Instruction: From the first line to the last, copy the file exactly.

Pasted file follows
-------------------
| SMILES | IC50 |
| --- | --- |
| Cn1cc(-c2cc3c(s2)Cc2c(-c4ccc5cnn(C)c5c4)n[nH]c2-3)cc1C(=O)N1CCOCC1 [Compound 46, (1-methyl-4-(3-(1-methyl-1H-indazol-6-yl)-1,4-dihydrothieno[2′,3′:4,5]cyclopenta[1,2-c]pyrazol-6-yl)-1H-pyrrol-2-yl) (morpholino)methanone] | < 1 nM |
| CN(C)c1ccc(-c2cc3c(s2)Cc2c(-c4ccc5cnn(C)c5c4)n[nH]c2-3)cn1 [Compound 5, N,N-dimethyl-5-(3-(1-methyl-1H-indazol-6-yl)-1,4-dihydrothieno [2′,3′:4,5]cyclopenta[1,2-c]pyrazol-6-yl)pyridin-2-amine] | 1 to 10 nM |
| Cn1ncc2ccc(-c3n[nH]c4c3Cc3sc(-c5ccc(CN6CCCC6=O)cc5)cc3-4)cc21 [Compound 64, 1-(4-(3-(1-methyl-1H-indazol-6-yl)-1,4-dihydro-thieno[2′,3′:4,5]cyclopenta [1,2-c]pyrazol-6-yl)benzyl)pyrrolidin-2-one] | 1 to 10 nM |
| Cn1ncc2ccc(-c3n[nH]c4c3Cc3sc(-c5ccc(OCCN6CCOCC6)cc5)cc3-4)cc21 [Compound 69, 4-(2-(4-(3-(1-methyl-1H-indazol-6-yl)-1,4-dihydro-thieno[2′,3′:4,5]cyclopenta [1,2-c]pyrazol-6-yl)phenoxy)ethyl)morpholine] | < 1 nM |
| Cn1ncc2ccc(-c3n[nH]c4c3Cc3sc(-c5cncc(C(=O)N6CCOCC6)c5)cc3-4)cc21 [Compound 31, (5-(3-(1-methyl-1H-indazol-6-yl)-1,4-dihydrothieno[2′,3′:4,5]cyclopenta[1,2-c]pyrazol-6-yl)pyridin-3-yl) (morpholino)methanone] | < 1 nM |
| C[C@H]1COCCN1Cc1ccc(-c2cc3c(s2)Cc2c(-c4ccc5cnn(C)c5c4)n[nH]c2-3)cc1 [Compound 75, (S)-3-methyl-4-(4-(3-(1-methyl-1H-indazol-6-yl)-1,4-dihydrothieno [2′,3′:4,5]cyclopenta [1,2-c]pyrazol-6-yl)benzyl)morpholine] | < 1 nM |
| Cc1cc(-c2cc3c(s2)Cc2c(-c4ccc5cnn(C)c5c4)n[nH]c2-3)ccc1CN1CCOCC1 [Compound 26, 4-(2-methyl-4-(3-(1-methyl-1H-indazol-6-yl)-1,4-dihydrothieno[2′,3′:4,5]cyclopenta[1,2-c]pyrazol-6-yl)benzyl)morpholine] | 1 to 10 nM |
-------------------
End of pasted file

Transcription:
| SMILES | IC50 |
| --- | --- |
| Cn1cc(-c2cc3c(s2)Cc2c(-c4ccc5cnn(C)c5c4)n[nH]c2-3)cc1C(=O)N1CCOCC1 [Compound 46, (1-methyl-4-(3-(1-methyl-1H-indazol-6-yl)-1,4-dihydrothieno[2′,3′:4,5]cyclopenta[1,2-c]pyrazol-6-yl)-1H-pyrrol-2-yl) (morpholino)methanone] | < 1 nM |
| CN(C)c1ccc(-c2cc3c(s2)Cc2c(-c4ccc5cnn(C)c5c4)n[nH]c2-3)cn1 [Compound 5, N,N-dimethyl-5-(3-(1-methyl-1H-indazol-6-yl)-1,4-dihydrothieno [2′,3′:4,5]cyclopenta[1,2-c]pyrazol-6-yl)pyridin-2-amine] | 1 to 10 nM |
| Cn1ncc2ccc(-c3n[nH]c4c3Cc3sc(-c5ccc(CN6CCCC6=O)cc5)cc3-4)cc21 [Compound 64, 1-(4-(3-(1-methyl-1H-indazol-6-yl)-1,4-dihydro-thieno[2′,3′:4,5]cyclopenta [1,2-c]pyrazol-6-yl)benzyl)pyrrolidin-2-one] | 1 to 10 nM |
| Cn1ncc2ccc(-c3n[nH]c4c3Cc3sc(-c5ccc(OCCN6CCOCC6)cc5)cc3-4)cc21 [Compound 69, 4-(2-(4-(3-(1-methyl-1H-indazol-6-yl)-1,4-dihydro-thieno[2′,3′:4,5]cyclopenta [1,2-c]pyrazol-6-yl)phenoxy)ethyl)morpholine] | < 1 nM |
| Cn1ncc2ccc(-c3n[nH]c4c3Cc3sc(-c5cncc(C(=O)N6CCOCC6)c5)cc3-4)cc21 [Compound 31, (5-(3-(1-methyl-1H-indazol-6-yl)-1,4-dihydrothieno[2′,3′:4,5]cyclopenta[1,2-c]pyrazol-6-yl)pyridin-3-yl) (morpholino)methanone] | < 1 nM |
| C[C@H]1COCCN1Cc1ccc(-c2cc3c(s2)Cc2c(-c4ccc5cnn(C)c5c4)n[nH]c2-3)cc1 [Compound 75, (S)-3-methyl-4-(4-(3-(1-methyl-1H-indazol-6-yl)-1,4-dihydrothieno [2′,3′:4,5]cyclopenta [1,2-c]pyrazol-6-yl)benzyl)morpholine] | < 1 nM |
| Cc1cc(-c2cc3c(s2)Cc2c(-c4ccc5cnn(C)c5c4)n[nH]c2-3)ccc1CN1CCOCC1 [Compound 26, 4-(2-methyl-4-(3-(1-methyl-1H-indazol-6-yl)-1,4-dihydrothieno[2′,3′:4,5]cyclopenta[1,2-c]pyrazol-6-yl)benzyl)morpholine] | 1 to 10 nM |